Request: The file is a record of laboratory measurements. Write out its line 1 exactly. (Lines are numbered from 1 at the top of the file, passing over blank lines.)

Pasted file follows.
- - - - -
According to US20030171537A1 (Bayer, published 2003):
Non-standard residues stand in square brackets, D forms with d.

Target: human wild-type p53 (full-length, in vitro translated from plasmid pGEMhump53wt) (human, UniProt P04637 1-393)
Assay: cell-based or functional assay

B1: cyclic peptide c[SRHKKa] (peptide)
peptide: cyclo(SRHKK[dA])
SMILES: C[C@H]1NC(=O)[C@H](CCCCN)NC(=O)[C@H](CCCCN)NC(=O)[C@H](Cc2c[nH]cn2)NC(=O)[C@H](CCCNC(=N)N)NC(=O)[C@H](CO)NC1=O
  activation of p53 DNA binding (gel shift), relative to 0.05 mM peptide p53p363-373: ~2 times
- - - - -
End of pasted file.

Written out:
According to US20030171537A1 (Bayer, published 2003):